Through an extensive analysis of various materials subject to different experimental conditions, the authors aim at re-establishing the reliability limits for detection of ferromagnetism using high sensitivity magnetometry. The paper provides a roadmap describing how extrinsic ferromagnetism can be avoided or otherwise removed, its magnitude when such optimum conditions cannot be guaranteed, and to what extent its characteristics may or may not be used as criteria to distinguish it from intrinsic ferromagnetism.

Practical limits for detection of ferromagnetism using highly sensitive magnetometry techniques
L.M.C. Pereira, J.P. Araújo, M.J. Van Bael, K. Temst and A. Vantomme, J. Phys. D: Appl. Phys. 44, 215001 (2011)

Classical and quantum approaches to the photon mass (Vol. 42, No. 4)

image In new effects of the Aharonov-Bohm type, coherent superpositions of particles possessing opposite electromagnetic properties are used. For the one shown in this figure, charged particles interact with the magnetic vector potential A of a solenoid. If the photon mass is not zero, the electromagnetic interaction is modified. Measuring the corresponding change of quantum phase shift with an interferometer leads to an estimate of mγ.

Since Proca's prediction in 1936 that the rest mass of the photon, mγ, may not be zero, there have been several searches for evidence for a possible finite photon mass. In fact, for even a very small value of mγ, fascinating physical implications arise such as breakdowns of Coulomb's law, wavelength dependence of the speed of light in free space, existence of longitudinal electromagnetic waves, presence of an additional Yukawa potential for magnetic dipole fields, and effects that a photon mass may have during early-universe inflation and the resulting magnetic fields on a cosmological scale.

Traditionally, limits on mγ of < 10-49g have been obtained by means of classical approaches, such as searches for departures from Coulomb's law. What happens if we instead exploit quantum approaches? Could better limits be achieved? This is the novel objective of the present work, in which quantum physics is applied to the photon mass question. We first examine the implications that the Aharonov-Bohm class of quantum effects (Figure) have on searches for mγ, and then move on to explore the quantum electrodynamics scenario with an approach that employs measurements of the electron's g-factor. Within the quantum framework, we show that competitive new lower limits on the photon mass may reach the range 10-54 < mγ < 10-53g. We provide an assessment of the state of the art in these areas and a prognosis for future work.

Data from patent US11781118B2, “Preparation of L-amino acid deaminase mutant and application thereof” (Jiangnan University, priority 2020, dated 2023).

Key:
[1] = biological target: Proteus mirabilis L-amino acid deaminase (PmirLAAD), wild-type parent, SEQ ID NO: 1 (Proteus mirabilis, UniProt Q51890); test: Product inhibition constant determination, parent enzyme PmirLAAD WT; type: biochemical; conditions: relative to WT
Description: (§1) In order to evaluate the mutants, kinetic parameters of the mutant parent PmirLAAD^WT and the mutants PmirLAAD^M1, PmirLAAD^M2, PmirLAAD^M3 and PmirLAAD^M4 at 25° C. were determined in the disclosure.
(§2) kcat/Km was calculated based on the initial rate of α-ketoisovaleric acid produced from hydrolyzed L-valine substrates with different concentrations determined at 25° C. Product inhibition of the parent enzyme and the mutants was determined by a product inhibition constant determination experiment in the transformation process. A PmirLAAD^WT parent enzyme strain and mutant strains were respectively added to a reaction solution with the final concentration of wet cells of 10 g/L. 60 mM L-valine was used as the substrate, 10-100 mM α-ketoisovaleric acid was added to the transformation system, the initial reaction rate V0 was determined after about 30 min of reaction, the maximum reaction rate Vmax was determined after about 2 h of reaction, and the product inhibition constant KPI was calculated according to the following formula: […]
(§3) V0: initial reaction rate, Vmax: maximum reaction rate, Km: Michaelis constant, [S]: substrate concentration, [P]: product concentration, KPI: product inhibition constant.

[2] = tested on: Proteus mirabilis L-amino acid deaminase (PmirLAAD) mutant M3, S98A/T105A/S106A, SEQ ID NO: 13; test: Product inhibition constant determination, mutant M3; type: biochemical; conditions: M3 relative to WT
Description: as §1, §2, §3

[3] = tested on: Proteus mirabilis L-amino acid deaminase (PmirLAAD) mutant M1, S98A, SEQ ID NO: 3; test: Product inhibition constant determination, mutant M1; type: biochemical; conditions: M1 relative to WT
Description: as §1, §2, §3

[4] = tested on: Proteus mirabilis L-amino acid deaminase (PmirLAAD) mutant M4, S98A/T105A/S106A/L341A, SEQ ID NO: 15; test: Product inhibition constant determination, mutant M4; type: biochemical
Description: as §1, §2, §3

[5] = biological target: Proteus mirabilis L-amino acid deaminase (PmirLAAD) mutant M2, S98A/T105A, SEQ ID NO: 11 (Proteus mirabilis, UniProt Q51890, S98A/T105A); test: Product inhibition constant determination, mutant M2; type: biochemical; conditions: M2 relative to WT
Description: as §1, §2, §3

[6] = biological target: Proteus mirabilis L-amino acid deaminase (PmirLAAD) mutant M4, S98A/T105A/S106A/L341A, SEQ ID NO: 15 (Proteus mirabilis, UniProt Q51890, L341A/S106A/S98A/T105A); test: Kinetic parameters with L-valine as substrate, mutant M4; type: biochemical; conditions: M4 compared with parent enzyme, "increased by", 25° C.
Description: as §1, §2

A survey of existing and proposed classical and quantum approaches to the photon mass
G. Spavieri, J. Quintero, G.T. Gillies and M. Rodriguez, Eur. Phys. J. D 61, 531 (2011)

UV absorption spectroscopy to monitor reactive plasma (Vol. 42, No. 4)

image Absorbance of the HBr gas at three pressures, as used in silicon gate etching processes.

A new high sensitivity technique is developed by extending the broad-band absorption spectroscopy to the vacuum ultraviolet (VUV) spectral region. It is well adapted for the detection and density measurement of closed-shell molecules that have strong electronic transitions in the 110-200 nm range. Among them, molecules such as Cl2, HBr, BrCl, Br2, HCl, BCl3, SiCl4, SiF4, CCl4, SF6, CH2F2 and O2, used in the microelectronics industry for etching or deposition processes, are of prime interest. In our system, the light of a deuterium lamp crosses a 50 cm diameter industrial etch reactor containing the gas of interest. The transmitted light is recorded with a 20 cm focal length VUV scanning spectrometer backed with a photomultiplier tube (PMT). The attached figure shows the absorbance at three pressures of the HBr gas, which is used in silicon gate etching processes. Peaks at 137, 143 and 150 nm, which show a non-linear, but very strong absorbance, correspond to transitions to Rydberg states of the molecule and can be used for the detection of very small HBr densities. In our present experiment, an absorption rate of 2%, corresponding to about 0.03 mTorr of HBr, can be easily detected on the 143 nm absorption peak. Replacing the PMT detector by a VUV sensitive CCD camera, would permit to reach the same signal to noise ratio with a few seconds acquisition time. For HBr pressures in the 1 to 100 mTorr range, the continuum part of the absorption spectrum (160-200 nm), which shows a weak but linear absorbance can be used. The technique is applied to monitor in Cl2-HBr mixture the dissociation rate of HBr and the amount of Br2 molecule formation at different plasma conditions.

Vacuum UV broad-band absorption spectroscopy: a powerful diagnostic tool for reactive plasma monitoring